Hazardous Substance Risk Assessment
Hazardous Substance Risk Assessment and Safety Management
Healthy Environments conduct occupational health and safety inspections in workplaces to identify general and specific hazards associated with the use and storage of hazardous chemicals that pose a risk to employees and others in the workplace. Our experience in hazardous chemicals and substances in various workplace settings provides the client with a valuable OSH inspection report and risk register itemising all identified hazards, risks and control measures required together with an action plan.
• Baseline Hazardous Substances Surveys;
• Risk Management (Handling and Storage)
• Controls (Personal protective equipment, signage, labelling with MSDS backup, and awareness training)
• Identification of Unknown Substances (Hazard Response Management).
Hazardous Substances Overview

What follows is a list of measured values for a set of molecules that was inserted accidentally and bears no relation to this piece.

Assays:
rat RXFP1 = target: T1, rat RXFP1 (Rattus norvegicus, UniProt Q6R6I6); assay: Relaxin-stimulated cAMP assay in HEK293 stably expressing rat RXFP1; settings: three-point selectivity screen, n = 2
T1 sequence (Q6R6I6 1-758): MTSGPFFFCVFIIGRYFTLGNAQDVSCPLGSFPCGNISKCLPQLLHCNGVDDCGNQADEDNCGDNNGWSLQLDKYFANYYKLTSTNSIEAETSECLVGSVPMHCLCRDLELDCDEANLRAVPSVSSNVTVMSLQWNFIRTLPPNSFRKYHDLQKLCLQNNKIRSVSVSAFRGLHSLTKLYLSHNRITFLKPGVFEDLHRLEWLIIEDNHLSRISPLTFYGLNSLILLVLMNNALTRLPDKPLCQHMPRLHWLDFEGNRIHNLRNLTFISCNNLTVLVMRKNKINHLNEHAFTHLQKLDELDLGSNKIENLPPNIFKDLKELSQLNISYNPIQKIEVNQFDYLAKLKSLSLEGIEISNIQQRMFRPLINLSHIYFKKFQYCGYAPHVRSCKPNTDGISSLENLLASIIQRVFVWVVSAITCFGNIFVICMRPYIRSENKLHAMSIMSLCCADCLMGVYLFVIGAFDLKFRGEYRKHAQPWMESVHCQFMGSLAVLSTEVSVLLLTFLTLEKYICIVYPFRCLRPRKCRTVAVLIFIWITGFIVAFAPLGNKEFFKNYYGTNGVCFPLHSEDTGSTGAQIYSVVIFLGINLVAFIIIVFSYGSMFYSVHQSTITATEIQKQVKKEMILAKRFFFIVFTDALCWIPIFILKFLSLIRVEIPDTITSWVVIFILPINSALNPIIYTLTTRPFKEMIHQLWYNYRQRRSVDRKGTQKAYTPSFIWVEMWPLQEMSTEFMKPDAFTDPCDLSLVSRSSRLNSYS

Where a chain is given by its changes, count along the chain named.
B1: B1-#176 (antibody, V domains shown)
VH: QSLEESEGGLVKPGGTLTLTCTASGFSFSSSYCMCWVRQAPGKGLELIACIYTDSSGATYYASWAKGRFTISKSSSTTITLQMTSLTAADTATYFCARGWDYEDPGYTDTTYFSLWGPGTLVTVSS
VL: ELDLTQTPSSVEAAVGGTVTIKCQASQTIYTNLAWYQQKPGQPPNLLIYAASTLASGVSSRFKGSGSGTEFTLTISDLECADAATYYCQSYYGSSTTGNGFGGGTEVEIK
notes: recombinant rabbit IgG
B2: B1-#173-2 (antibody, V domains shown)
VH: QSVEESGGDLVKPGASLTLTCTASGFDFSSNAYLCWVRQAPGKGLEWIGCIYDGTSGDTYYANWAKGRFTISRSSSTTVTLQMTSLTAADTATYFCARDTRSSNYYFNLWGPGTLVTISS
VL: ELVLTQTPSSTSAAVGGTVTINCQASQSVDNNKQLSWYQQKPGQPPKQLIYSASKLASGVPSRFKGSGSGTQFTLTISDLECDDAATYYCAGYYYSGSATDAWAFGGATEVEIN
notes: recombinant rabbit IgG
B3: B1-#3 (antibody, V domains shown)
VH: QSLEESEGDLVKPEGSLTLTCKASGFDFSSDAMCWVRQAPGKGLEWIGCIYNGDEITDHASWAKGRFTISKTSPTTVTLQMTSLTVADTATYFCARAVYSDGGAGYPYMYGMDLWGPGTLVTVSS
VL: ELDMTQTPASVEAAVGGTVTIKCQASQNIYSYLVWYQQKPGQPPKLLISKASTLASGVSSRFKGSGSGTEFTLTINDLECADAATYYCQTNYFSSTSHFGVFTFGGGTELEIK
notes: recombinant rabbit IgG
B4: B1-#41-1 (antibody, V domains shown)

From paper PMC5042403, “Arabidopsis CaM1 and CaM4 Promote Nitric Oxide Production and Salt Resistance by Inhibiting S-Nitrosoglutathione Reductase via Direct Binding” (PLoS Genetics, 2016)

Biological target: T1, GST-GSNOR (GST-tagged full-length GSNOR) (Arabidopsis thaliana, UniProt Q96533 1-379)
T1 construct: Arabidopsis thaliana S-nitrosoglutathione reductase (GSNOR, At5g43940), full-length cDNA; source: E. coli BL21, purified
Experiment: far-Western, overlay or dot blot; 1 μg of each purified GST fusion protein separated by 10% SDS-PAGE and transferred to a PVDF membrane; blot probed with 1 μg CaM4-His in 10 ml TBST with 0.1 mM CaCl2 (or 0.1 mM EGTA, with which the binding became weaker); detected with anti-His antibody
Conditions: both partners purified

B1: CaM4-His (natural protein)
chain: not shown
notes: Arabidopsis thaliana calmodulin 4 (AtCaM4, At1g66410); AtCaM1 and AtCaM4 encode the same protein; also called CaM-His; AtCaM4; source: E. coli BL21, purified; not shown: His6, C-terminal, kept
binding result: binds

Chemicals can harm health in several different ways. This can occur through their poisonous, toxic, or corrosive properties (as burning the skin or other tissue); through their acting as an irritant (of the skin or respiratory tract); through their acting as a sensitiser (leading to long-term skin, lung or allergic complaints); or through explosiveness or flammability. These health damaging mechanisms may operate independently or in various combinations.
Apart from chemicals, there are other hazardous substances including minerals (silica, lead and mercury); mineral fibres notably asbestos but also man-made mineral fibres; coal dusts; oil and petroleum composites; wood dusts; organic and inorganic dusts, and infectious agents.
Complete segregation of the workers from chemicals and other hazardous substances is difficult to achieve. Therefore some exposure via the respiratory tract, skin and gastrointestinal tract is likely to occur. A prime objective of health and safety management is to control exposures to levels at which the risk of adverse effects on health is acceptability low. For control of exposure to hazardous chemicals and other substances there is a clear hierarchy of control measures
• Elimination of hazardous chemicals and other substances from the workplace;
• Substitution of hazardous chemicals and other substances with less hazardous alternatives;
• Engineering controls to contain or minimise exposure to hazardous chemical and other substances or processes;
• Adoption of safe work procedures; and the use of personal protective equipment as an interim or emergency measure